These films are popular for a reason but we always hope that the various branches would think about their own profession first and only later consider which films they most loved for tiebreakers.

see also: Art Direction Oscar predictions



"I'm an excellent driver"

Yes, readers, the blog goes right here. Everything's now in one place. (Well, everything except co-productions which alternate location like Best Pictures From the Outside In and such.)

Fake Jew, Real ScientologistNick, Mike and I are proud to bring back "Best Pictures From the Outside In" series for its 20th episode (the halfway mark). The films are Gentleman's Agreement in which Gregory Peck poses as a Jewish man to write a scathing expose on anti-Semitism and Tom Cruise plays a cocky jerk who suddenly finds he is with family (no, not in that way) in Rain Man.

If you're new to the series and need a refresher, here is the index to all 20 episodes. Nick, being the overachiever that he is, also keeps a tournament list a readers poll and ranks all the winners.

Please join in the conversation of that episode at Goatdog's blog. There's so much to discuss. Do you love the 80s time capsule of Rain Man. Do you like being lectured to by Gregory Peck? Mike sums both films up in an animated 2 minute recap, I share my theory on how Tom Cruise inspired Twitter (no really) and Nick overshares his Scientology (not really).

P.S. I think you should know that Bull Durham was totally robbed of an Oscar nomination in 1988 and Black Narcissus (which we recently wrote about) was robbed in 1947. What were they thinking?



"Willkommen, Velkommen,  환영합니다 Aloha, Bem-vindo, Bienvenue, 欢迎, Bienvenido, مرحبا بكم, Vítejte, etcetera"

A fresh new year, a fresh new site! HAPPY 2011. The Film Experience is nearly "whole" as it were, merging its many parts. You may experience a few kinks for the first week(s) of January, but please look around and explore. Minor suggestions (i.e. don't say "start all over"), congratulatory compliments and everyday chatter are as welcome in the comments as you are to The Film Experience itself. We'll probably need a week to get up to speed at our newly renovated home.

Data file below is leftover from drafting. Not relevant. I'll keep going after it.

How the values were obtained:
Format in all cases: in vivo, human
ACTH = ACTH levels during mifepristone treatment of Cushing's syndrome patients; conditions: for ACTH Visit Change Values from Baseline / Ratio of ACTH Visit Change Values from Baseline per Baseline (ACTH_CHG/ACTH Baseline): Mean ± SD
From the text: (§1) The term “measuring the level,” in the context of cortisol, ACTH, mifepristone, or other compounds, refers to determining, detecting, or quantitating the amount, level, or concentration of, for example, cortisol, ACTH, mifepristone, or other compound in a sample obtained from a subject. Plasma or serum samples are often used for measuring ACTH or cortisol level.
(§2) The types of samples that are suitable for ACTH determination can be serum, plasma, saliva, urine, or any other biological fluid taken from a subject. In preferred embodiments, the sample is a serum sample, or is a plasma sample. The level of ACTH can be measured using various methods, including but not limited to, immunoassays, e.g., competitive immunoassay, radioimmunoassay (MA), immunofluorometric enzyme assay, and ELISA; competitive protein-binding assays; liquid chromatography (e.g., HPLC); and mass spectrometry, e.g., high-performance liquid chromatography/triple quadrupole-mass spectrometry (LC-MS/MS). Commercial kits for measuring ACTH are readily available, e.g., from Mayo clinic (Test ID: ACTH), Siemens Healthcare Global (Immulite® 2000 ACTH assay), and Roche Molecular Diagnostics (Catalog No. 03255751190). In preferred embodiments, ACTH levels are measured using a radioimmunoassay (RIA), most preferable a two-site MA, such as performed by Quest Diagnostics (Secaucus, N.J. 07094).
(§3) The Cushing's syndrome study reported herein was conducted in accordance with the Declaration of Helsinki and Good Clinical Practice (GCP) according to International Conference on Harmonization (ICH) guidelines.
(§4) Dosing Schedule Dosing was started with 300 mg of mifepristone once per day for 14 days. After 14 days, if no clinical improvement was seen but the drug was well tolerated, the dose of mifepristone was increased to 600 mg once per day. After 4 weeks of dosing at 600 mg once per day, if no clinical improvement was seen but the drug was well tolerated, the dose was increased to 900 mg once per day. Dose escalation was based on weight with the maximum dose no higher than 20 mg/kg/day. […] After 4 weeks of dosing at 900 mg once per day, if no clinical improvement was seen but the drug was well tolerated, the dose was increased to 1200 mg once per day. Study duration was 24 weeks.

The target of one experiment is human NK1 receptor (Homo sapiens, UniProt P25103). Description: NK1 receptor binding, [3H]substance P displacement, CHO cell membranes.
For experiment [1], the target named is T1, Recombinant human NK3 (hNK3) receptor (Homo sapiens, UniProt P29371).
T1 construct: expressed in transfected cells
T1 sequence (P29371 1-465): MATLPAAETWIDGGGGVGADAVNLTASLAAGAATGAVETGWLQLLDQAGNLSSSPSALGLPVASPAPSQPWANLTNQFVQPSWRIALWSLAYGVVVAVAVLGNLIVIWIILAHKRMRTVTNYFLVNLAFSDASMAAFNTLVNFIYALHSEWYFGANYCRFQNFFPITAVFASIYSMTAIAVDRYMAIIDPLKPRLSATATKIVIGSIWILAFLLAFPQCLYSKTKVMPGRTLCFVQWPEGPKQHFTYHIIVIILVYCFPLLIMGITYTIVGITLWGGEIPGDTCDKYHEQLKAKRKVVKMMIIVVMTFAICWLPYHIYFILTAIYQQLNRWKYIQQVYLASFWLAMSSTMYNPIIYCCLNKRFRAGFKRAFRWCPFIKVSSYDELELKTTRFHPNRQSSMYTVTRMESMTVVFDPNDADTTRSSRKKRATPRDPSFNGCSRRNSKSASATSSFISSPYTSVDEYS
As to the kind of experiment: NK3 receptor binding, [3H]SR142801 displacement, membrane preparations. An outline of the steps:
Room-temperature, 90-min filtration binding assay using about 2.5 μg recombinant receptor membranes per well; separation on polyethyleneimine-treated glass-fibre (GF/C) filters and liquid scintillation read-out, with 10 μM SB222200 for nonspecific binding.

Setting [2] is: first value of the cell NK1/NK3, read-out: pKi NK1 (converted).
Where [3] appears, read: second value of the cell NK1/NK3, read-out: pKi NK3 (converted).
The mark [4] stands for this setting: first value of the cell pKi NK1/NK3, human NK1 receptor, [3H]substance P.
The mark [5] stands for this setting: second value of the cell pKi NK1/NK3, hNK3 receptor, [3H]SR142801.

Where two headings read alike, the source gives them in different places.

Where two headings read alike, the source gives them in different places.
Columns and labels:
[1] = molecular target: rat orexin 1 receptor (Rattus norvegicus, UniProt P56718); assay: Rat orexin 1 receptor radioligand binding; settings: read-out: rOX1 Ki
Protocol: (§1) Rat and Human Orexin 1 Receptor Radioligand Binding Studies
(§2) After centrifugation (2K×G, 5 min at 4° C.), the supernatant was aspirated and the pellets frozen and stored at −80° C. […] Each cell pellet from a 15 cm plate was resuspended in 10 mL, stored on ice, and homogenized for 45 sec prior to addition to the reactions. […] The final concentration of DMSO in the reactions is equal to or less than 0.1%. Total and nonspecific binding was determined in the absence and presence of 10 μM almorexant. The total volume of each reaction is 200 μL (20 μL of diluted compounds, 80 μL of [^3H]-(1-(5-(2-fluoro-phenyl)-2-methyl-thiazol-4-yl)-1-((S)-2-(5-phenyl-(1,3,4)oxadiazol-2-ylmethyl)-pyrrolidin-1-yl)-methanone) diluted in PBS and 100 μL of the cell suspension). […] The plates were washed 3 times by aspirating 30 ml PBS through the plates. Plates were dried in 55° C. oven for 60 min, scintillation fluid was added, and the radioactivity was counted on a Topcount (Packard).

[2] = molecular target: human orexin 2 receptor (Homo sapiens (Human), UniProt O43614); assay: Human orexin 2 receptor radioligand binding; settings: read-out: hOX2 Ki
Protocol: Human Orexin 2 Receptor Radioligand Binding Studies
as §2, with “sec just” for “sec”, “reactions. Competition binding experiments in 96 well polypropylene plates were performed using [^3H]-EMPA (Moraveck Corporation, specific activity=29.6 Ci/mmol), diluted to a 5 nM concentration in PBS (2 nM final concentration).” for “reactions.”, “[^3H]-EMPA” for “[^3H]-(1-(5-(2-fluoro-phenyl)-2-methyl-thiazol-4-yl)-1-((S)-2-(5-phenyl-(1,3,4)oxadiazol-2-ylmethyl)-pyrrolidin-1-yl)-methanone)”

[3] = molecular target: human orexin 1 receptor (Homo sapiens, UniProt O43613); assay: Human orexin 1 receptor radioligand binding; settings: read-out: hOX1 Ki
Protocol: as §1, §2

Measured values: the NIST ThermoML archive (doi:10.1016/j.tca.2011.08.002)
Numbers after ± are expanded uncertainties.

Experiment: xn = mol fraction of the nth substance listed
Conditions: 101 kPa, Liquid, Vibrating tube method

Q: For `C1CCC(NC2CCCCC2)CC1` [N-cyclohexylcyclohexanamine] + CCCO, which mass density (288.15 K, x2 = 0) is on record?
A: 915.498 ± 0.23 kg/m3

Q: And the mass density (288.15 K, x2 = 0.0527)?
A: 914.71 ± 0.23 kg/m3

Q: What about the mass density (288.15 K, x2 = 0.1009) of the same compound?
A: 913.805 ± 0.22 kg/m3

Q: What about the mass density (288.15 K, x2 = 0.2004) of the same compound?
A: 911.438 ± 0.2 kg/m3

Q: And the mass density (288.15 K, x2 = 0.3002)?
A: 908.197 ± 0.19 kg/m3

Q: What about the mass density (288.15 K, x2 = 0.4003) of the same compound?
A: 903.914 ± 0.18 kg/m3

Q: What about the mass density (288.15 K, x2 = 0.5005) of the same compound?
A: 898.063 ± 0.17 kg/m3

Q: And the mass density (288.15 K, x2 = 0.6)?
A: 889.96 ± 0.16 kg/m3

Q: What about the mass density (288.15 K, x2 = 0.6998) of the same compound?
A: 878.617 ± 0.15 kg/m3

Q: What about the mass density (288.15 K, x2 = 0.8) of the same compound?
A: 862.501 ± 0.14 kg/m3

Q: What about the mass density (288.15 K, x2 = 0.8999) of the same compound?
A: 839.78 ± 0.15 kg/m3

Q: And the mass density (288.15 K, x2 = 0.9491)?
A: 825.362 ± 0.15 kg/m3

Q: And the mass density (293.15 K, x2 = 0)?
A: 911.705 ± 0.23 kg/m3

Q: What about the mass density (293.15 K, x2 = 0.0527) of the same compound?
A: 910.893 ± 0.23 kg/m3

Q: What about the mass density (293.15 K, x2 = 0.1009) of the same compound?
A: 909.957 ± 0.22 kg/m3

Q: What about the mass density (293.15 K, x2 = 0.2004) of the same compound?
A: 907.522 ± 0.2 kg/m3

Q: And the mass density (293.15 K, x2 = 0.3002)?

While you're here check out the top films lists from decades past, the galleries, the calendar ("agenda" tab works best), the Oscar prediction charts (freshly updated with new commentary), our own kudos ("the film bitch awards"). We're still working on importing the recent contents of and the old articles from the site but new blogposts will now be right here at the home page.

Oscar nomination morning is but 3 weeks away! So let us know what you think of the new predictions.

"Cheers, Prost, Sláinte, L'Chaim, Skål"

The Film Experience loves the Academy Awards but it's a site primarily devoted to the love of movies. We mostly just believe in the Oscars as a door into that magical world, or a gateway drug if you prefer. If you're new to the site, please check out the "about" page. Rest assured that many of the series you know and love from the blog will return here over the course of the next month or two, and there's also a couple of huge anniversaries coming up in 2011 that we'll have to pull out all the stops for: Moulin Rouge! (2001) turns 10 this summer. West Side Story (1961) turns 50 toward the end of the year and that's just the two titans.

Here's to 2011!